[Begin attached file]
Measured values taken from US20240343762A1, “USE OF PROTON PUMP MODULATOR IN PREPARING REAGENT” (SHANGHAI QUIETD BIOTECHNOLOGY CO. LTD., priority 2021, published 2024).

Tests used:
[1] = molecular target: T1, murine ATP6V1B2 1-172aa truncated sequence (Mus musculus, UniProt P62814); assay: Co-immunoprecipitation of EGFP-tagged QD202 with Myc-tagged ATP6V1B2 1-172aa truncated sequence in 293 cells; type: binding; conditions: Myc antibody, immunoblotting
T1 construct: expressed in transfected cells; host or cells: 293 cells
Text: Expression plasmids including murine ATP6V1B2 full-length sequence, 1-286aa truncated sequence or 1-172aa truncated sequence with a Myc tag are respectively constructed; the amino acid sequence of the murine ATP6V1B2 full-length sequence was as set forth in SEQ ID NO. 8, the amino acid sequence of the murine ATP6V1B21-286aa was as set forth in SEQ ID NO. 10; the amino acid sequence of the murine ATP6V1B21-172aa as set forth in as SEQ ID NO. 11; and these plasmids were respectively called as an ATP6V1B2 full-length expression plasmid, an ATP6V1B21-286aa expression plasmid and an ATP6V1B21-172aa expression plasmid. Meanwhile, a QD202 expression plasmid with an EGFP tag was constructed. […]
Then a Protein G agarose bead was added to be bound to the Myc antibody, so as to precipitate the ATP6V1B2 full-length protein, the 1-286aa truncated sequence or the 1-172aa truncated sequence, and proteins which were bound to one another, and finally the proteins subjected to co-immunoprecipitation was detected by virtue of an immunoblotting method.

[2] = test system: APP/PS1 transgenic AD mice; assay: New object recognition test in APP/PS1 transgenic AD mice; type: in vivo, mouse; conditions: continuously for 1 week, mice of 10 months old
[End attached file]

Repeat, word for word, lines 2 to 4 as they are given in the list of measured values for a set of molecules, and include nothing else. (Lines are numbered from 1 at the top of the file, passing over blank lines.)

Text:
Tests used:
[1] = molecular target: T1, murine ATP6V1B2 1-172aa truncated sequence (Mus musculus, UniProt P62814); assay: Co-immunoprecipitation of EGFP-tagged QD202 with Myc-tagged ATP6V1B2 1-172aa truncated sequence in 293 cells; type: binding; conditions: Myc antibody, immunoblotting
T1 construct: expressed in transfected cells; host or cells: 293 cells